‘STOLEN CHILDHOODS’ | PH environment for children ranked 96th among 172 nations 

June 6, 2017 - 10:12 PM
children rescue Marawi
A soldier and a rescuer carry children rescued from their homes in Papandayan village, Marawi City. (Reuters)

The fighting between the Maute terrorist group and government forces in Marawi City has forced hundreds of residents – including children – to flee their homes and stay temporarily in evacuation centers.

Yet displacement due to armed conflict is not the only problem Filipino youngsters are facing today, according to a new report titled “Stolen Childhoods” by international aid agency Save the Children, which it recently released to commemorate International Children’s Day.

The report features the End of Childhood Index, which identifies the best and worst countries for children to have a safe, secure, and healthy childhood.

According to Save the Children, over 16,000 children all over the world die each day before reaching their fifth birthday, mostly from preventable or treatable causes.

Out of 172 countries, the Philippines ranks 96th in terms of the following criteria:
– child mortality,
– stunting,
– out-of-school children,
– child labor,
– early marriage,
– adolescent births,
– displacement by conflict, and
– child homicide.

According to the report, the Philippines is doing abysmally in terms of early marriage, with girls being “at least seven times more likely to be married if they are poor than if they come from the richest families”.

Child marriage
It added that child marriage generally tends to be more prevalent in rural than urban areas.

Child marriage has “devastating consequences” for girls.

For one, she is forced into adulthood and motherhood before she is physically and mentally ready, says the report.

“Child brides are often isolated, with their freedom curtailed. They frequently feel disempowered and deprived of their rights to health, education, and safety.”

In addition, they also face a greater risk of dangerous complications in pregnancy and childbirth, contracting HIV/AIDS, and suffering domestic violence.

In the Philippines, 62 births are estimated to occur per 1,000 girls aged 15 to 19.

Stunted growth
Another disturbing statistic is the estimated 3.3 million stunted children in the Philippines, which ranks ninth in terms of prevalence. India has the worst incidence of stunting, at 48.2 million kids.

Stunting occurs when a child, from the time he or she is in the womb up to when he or she is two years old, is malnourished. Without the right nutrients, says Save the Children, he or she cannot grow properly and can become too short for his or her age.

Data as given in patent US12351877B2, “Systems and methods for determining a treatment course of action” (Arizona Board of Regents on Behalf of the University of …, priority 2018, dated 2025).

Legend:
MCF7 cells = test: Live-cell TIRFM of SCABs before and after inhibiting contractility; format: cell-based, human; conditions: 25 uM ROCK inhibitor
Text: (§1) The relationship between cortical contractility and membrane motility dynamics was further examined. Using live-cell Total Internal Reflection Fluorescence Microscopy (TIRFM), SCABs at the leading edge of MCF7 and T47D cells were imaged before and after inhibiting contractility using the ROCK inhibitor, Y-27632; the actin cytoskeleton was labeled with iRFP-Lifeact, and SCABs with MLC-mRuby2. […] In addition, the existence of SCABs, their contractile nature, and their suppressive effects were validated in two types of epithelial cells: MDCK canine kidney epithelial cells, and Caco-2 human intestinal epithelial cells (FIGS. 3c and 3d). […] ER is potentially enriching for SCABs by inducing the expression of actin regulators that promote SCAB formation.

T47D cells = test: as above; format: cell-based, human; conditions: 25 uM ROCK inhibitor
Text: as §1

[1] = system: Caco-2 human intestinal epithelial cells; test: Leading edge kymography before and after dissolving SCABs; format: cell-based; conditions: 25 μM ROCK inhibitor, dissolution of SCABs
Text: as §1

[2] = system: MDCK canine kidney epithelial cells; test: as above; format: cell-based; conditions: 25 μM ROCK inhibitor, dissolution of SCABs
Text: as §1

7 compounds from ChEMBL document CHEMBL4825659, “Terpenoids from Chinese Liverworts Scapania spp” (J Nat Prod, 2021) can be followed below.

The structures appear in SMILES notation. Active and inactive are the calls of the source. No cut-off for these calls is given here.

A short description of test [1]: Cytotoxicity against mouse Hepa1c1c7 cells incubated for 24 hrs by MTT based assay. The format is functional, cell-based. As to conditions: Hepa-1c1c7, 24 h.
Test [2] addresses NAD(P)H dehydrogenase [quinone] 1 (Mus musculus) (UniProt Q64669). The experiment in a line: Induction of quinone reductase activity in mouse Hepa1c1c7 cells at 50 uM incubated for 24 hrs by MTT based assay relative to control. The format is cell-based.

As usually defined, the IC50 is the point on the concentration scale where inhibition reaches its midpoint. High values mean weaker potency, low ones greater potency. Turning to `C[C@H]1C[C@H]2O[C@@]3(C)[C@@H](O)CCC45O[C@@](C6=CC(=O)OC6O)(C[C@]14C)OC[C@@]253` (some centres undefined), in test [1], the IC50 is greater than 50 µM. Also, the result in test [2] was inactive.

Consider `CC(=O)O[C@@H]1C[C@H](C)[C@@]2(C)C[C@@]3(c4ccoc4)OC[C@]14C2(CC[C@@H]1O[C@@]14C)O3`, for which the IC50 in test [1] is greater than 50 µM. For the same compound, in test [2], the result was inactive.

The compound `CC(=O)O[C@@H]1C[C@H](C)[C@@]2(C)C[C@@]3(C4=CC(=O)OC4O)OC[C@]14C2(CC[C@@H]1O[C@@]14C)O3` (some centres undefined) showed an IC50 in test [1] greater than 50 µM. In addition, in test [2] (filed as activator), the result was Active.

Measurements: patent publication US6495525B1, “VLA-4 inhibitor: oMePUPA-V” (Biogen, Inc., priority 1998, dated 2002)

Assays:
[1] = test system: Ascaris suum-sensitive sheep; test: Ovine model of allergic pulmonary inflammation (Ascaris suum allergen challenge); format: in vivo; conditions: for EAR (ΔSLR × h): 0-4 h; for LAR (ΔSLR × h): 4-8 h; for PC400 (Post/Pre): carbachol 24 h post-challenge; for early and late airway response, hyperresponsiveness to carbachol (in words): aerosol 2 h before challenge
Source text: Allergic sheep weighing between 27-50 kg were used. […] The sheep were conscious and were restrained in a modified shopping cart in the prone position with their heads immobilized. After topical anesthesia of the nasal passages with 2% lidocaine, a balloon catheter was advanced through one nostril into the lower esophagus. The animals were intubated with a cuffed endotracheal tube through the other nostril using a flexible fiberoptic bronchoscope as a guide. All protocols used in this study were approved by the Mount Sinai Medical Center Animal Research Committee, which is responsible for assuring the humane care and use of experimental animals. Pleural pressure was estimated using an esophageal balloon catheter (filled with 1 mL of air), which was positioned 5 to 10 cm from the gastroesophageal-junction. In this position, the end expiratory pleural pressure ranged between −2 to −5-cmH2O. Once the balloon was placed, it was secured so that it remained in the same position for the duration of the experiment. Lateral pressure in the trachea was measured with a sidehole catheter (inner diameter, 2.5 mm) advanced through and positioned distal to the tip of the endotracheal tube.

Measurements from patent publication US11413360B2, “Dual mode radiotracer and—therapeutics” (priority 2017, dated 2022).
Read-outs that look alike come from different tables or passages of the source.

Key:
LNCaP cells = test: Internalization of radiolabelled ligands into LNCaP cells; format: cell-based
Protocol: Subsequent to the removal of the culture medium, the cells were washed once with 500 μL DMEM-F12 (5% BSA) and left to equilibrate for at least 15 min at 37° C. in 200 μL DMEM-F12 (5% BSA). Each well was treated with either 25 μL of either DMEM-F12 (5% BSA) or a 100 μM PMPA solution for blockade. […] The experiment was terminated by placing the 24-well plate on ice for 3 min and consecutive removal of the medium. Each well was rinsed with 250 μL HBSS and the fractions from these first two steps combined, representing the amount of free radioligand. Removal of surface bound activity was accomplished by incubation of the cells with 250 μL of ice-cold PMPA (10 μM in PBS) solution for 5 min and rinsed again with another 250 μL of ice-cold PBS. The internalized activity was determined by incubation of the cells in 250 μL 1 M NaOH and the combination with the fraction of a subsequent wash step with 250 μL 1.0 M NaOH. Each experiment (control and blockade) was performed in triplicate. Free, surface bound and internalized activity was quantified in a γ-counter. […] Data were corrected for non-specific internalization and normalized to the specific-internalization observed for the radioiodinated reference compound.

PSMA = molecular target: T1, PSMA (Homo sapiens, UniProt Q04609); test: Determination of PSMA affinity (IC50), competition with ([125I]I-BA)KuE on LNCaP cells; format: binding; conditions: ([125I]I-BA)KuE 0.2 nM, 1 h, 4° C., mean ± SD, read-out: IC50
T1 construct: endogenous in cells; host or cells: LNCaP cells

Stunted children tend to perform poorly in school, leading them with fewer work or professional opportunities later on, the report says. They earn less, and the cycle of poverty continues, with their own children lacking healthcare and access to proper nutrition.

The report also highlights the relatively large under-five mortality rate, which is 28 deaths per 1,000 live births.

Childhood mortality
According to Save the Children, over 16,000 children all over the world die each day before reaching their fifth birthday, mostly from preventable or treatable causes.

These include “lack of universal health coverage, inadequate diets, and unsafe water… birth complications and newborn infections.”

More and more children are also living in countries affected by conflict. “They face nearly twice the risk of dying before their fifth birthday as (compared to) children in non-fragile contexts.”

The report notes that most of the children who die before reaching five years old are from sub-Saharan Africa, where basic medical care is unavailable, too far, or too expensive.

“In Angola, Central African Republic, Chad, Mali, Nigeria, Sierra Leone, and Somalia, more than ten percent of children do not live to see their fifth birthday. That’s at least 40 times the rate found in Finland, Japan, Norway, and Singapore, where less than 0.3 percent of children die before age five,” Save the Children says.

The organization urges governments ensure that:

1. No child dies from preventable or treatable causes;
2. No child is robbed of a future due to malnutrition;
3. All children have access to quality education;
4. No child is robbed of childhood due to marriage or pregnancy; and
5. No young life is cut short due to violence or forced labor.

Read the full report —> in PDF format here.